Egypt remains the most important Arab country, and its revolution went the furthest in shaping a different future for the Arab world. The forces that made the Tahrir uprising have been silenced, but not crushed. Egyptian strongman Abdel Fattah el-Sisi mobilises his security forces at the slightest whisper of public protest. His standing among ordinary people is falling as his government is unable to fulfill the promises he made on seizing power.
Sisi has much to fear. In return for a £10 billion IMF loan, his government is pushing through an austerity package that includes, among others, a 50 percent hike in the price of basic necessities such as baby milk formula (though not for army families), similar hikes in electricity and fuel, education, medicines, wheat and rent.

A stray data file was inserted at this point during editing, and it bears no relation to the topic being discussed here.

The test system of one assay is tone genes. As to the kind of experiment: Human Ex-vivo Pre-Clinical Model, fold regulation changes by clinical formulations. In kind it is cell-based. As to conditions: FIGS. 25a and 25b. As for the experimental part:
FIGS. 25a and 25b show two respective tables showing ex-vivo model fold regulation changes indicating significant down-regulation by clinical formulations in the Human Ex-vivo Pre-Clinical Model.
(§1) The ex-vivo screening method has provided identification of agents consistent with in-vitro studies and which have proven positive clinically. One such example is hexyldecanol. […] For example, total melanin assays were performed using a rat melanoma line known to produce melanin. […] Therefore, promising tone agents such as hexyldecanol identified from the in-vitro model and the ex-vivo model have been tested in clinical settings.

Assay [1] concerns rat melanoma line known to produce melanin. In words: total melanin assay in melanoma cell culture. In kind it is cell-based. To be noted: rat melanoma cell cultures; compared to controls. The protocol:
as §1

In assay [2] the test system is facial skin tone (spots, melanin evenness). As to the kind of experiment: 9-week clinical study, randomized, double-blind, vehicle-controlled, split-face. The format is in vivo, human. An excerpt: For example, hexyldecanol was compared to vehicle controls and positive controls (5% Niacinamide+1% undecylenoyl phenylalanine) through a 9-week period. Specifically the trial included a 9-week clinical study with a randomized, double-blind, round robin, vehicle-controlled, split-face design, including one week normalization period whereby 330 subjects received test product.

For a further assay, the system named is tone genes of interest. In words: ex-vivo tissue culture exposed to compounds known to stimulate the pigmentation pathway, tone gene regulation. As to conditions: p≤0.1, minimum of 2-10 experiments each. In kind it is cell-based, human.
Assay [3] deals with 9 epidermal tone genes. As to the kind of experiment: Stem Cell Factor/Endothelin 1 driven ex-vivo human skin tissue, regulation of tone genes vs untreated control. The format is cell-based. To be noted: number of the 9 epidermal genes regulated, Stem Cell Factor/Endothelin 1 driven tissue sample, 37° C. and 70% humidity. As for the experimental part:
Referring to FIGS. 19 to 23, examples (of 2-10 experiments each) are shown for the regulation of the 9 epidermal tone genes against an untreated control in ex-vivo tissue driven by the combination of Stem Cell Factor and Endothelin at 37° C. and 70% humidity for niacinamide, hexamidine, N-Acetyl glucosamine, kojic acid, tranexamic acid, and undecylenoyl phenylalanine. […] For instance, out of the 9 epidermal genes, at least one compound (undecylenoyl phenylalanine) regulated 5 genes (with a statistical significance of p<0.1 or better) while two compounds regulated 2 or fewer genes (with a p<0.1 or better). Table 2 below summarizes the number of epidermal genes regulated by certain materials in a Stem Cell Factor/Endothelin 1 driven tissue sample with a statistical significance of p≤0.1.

The government even sent the police to seize Pepsi Cola’s supplies of sugar in response to a national shortage. Underlying this is a 48 percent devaluation of the Egyptian pound as part of the IMF deal, which will further hike up the cost of imports. State repression has kept a lid on protest and on strikes. But it cannot contain the unpredictable explosions of anger.
There can be no doubt that Trump’s election represents a further turn in the spiral of crisis for the West and imperialism. There is much to fear from the return to the military doctrine epitomised by the neo-cons. But the Middle East has become vastly more complex, and it continues to teeter on the edge of another wave of revolutions.